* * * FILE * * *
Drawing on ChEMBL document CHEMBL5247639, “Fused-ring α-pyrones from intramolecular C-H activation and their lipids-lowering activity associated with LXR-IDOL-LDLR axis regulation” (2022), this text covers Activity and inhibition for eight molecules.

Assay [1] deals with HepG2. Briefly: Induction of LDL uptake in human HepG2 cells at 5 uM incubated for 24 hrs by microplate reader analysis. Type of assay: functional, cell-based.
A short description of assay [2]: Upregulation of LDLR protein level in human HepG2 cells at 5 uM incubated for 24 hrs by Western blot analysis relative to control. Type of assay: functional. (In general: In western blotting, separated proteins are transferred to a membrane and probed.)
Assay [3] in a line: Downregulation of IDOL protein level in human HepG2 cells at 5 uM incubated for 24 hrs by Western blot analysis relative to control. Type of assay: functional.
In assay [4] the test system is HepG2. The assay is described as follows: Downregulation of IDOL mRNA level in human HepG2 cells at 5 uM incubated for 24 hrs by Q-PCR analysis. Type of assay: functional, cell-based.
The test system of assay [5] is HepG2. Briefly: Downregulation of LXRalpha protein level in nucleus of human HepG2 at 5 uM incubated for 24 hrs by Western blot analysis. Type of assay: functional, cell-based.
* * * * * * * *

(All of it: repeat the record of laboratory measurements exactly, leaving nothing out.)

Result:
Drawing on ChEMBL document CHEMBL5247639, “Fused-ring α-pyrones from intramolecular C-H activation and their lipids-lowering activity associated with LXR-IDOL-LDLR axis regulation” (2022), this text covers Activity and inhibition for eight molecules.

Assay [1] deals with HepG2. Briefly: Induction of LDL uptake in human HepG2 cells at 5 uM incubated for 24 hrs by microplate reader analysis. Type of assay: functional, cell-based.
A short description of assay [2]: Upregulation of LDLR protein level in human HepG2 cells at 5 uM incubated for 24 hrs by Western blot analysis relative to control. Type of assay: functional. (In general: In western blotting, separated proteins are transferred to a membrane and probed.)
Assay [3] in a line: Downregulation of IDOL protein level in human HepG2 cells at 5 uM incubated for 24 hrs by Western blot analysis relative to control. Type of assay: functional.
In assay [4] the test system is HepG2. The assay is described as follows: Downregulation of IDOL mRNA level in human HepG2 cells at 5 uM incubated for 24 hrs by Q-PCR analysis. Type of assay: functional, cell-based.
The test system of assay [5] is HepG2. Briefly: Downregulation of LXRalpha protein level in nucleus of human HepG2 at 5 uM incubated for 24 hrs by Western blot analysis. Type of assay: functional, cell-based.